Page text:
Arvind Kejriwal is fast turning into an embarrassment of sorts, even for the supporters of the Aam Aadmi Party (AAP).
“Politics is about drama,” revealed a spokesman of the AAP on a TV channel. The director of the AAP Natak Company is the actor par excellence, Arvind Kejriwal. Ever since he burst on the Indian political scene as a messiah against corruption and cronyism, Kejriwal has railed against everyone who did not agree with him. He has called people names, accused rivals of corruption without presenting an iota of evidence. And where he had evidence, he did nothing; recall his dithering in the CWG-Sheila Dixit case where he asked the BJP to furnish evidence even after he flashed 370 pages of evidence against the Congress government in Delhi at numerous rallies.
In Varanasi, he lied that he did not have more than Rs500 in his pocket and that he does not believe in helicopter campaigning like Narendra Modi and Rahul Gandhi. This is the same person who took a flight back to Delhi after the campaign ended. And this is the same fraud who pays a monthly rent of Rs90,000 for his residence (Delhi CM bungalow which he retained after quitting).
Yesterday, he refused to furnish a personal bond of Rs10,000 for bail in the Nitin Gadkari defamation case. He asked the judge to treat him differently. The bemused and unmoved judge sent him to Tihar Jail.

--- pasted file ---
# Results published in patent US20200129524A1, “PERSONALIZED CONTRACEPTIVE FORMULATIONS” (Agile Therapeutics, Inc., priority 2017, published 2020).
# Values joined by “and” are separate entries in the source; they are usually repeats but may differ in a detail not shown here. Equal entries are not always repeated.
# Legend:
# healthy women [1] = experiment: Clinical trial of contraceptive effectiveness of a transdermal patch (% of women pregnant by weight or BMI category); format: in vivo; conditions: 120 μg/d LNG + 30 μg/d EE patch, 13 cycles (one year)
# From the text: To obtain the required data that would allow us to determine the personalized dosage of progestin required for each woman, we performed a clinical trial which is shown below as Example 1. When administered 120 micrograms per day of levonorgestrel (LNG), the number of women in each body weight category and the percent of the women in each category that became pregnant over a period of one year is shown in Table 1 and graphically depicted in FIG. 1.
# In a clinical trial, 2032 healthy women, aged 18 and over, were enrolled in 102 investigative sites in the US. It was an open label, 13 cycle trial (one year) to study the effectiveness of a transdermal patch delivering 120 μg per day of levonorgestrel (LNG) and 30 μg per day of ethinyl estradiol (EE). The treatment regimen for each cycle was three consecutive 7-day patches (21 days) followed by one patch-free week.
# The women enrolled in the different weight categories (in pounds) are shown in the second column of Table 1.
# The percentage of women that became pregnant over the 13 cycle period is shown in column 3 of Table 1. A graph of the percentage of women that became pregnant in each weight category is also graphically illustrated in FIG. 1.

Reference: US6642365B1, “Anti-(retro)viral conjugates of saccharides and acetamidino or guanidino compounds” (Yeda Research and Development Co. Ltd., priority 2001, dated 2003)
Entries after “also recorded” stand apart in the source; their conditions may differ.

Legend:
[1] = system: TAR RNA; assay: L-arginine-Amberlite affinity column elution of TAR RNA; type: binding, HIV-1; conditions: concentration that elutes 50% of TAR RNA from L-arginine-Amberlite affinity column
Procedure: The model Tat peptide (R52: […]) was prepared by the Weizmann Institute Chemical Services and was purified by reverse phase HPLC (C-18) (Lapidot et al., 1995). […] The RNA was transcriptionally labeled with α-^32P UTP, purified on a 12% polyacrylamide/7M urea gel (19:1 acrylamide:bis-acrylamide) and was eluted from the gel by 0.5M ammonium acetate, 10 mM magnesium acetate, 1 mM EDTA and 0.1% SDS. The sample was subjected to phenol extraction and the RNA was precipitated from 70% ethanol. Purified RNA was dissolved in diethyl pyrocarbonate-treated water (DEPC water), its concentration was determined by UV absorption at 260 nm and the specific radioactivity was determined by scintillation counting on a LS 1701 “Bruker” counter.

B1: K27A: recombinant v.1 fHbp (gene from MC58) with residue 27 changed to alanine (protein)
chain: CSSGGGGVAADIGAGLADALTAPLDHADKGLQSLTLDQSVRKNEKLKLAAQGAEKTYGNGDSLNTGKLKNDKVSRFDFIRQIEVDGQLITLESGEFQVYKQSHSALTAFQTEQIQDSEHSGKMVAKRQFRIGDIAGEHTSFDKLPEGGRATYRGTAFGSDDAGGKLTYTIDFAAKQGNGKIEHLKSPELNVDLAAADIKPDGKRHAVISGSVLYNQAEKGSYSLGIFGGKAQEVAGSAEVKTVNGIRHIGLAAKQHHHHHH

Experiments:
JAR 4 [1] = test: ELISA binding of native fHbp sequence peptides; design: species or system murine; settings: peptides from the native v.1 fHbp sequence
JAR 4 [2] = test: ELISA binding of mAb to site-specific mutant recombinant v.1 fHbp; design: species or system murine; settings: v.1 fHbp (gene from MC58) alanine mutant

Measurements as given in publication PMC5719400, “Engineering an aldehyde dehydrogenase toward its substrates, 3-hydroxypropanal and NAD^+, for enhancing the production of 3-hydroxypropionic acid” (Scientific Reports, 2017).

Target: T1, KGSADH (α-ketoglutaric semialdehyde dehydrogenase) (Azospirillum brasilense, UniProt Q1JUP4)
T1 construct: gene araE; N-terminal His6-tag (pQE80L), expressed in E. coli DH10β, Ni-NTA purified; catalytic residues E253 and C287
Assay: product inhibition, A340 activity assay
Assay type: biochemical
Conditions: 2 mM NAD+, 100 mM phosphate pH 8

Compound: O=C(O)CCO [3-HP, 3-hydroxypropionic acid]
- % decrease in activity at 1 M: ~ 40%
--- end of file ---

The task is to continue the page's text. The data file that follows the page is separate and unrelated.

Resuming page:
AAP activists descended on the Tihar Jail in hordes to protest against the arrest of their leader; why should they protest against lawful detention? Their leader was arrested in accordance with the law and given a chance to seek bail, which he refused.
It is nobody’s guess that AK and his party are doing this to regain lost ground in Delhi, with an eye on the assembly elections. A little chastened after receiving a massive drubbing in the recently-held Lok Sabha elections, AK expressed remorse to the people of Delhi for having quit the government in haste.
Why did it take him so long to admit to such blunder of a decision? Soon after he quit as Delhi CM, critics and supporters alike asked him the same question: why did he quit, especially after holding a referendum in Delhi to seek public opinion on forming a government with the support of the Indian National Congress? Did he hold a referendum (to seek public approval) to resign from the Chief Minister’s post?
In response to these pertinent questions, AK said that he quit the CM’s post because he is a man of principles. So, now that he has said sorry for having quit abruptly, where are those principles? For Arvind Kejriwal, principles are matters of convenience; they always have been.
Like in all aspects of life, change is constant in politics. The truth is that Arvind Kejriwal has morphed from a messiah into a power-hungry politician, the same kind that he claims to despise and oppose. The sad part is in this short political journey he has crushed the hopes of millions who believed in his false messianic zeal to clean the rotten political system.
I am glad that Arvind Kejriwal is being seen today for what he truly is – a political fraud who is both power-hungry and megalomaniac.